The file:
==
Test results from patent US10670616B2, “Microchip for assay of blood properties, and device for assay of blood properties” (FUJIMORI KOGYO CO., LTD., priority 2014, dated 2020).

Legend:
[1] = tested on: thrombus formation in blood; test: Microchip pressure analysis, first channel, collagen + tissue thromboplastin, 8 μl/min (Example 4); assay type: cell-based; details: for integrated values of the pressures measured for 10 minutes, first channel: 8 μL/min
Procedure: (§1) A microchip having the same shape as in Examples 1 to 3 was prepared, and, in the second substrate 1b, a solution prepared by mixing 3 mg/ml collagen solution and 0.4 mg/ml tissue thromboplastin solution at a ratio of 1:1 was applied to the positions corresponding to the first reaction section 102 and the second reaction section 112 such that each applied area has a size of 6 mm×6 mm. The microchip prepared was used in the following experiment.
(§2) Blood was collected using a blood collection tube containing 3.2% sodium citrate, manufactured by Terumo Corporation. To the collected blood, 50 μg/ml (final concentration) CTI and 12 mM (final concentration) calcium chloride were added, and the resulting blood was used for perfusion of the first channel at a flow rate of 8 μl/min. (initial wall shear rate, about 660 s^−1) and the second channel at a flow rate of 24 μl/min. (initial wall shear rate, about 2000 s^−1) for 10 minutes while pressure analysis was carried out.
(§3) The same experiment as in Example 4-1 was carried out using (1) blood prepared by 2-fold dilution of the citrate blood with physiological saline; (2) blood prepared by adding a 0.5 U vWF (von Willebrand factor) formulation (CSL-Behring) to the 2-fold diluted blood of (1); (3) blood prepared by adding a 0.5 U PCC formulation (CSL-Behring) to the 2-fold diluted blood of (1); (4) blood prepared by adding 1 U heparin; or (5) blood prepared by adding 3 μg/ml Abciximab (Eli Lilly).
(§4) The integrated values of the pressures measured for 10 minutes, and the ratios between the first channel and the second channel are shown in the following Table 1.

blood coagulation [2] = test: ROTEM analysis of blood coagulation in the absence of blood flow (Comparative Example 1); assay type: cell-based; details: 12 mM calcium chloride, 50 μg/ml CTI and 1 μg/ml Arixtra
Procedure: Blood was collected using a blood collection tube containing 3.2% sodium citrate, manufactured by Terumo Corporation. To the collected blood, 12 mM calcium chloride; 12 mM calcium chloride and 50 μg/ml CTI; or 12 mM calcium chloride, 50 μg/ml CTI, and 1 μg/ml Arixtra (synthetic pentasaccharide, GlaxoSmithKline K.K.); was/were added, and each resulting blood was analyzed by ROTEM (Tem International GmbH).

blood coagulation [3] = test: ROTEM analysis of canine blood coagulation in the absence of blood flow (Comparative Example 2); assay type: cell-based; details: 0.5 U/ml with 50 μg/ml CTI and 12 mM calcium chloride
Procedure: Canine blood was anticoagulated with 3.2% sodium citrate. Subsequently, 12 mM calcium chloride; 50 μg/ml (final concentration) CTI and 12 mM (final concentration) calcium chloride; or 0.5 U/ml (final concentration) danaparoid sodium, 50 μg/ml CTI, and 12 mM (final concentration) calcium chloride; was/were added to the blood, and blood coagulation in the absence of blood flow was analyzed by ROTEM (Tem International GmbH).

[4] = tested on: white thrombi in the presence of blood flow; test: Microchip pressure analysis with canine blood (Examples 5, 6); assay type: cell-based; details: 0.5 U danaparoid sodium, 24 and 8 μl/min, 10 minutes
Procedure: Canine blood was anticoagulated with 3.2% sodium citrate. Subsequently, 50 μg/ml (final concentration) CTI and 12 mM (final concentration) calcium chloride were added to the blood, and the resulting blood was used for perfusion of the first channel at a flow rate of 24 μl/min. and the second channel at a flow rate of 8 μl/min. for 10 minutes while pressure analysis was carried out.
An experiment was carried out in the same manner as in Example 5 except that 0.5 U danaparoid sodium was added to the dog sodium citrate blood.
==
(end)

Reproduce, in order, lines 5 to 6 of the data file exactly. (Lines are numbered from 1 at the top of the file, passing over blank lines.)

(§2) Blood was collected using a blood collection tube containing 3.2% sodium citrate, manufactured by Terumo Corporation. To the collected blood, 50 μg/ml (final concentration) CTI and 12 mM (final concentration) calcium chloride were added, and the resulting blood was used for perfusion of the first channel at a flow rate of 8 μl/min. (initial wall shear rate, about 660 s^−1) and the second channel at a flow rate of 24 μl/min. (initial wall shear rate, about 2000 s^−1) for 10 minutes while pressure analysis was carried out.
(§3) The same experiment as in Example 4-1 was carried out using (1) blood prepared by 2-fold dilution of the citrate blood with physiological saline; (2) blood prepared by adding a 0.5 U vWF (von Willebrand factor) formulation (CSL-Behring) to the 2-fold diluted blood of (1); (3) blood prepared by adding a 0.5 U PCC formulation (CSL-Behring) to the 2-fold diluted blood of (1); (4) blood prepared by adding 1 U heparin; or (5) blood prepared by adding 3 μg/ml Abciximab (Eli Lilly).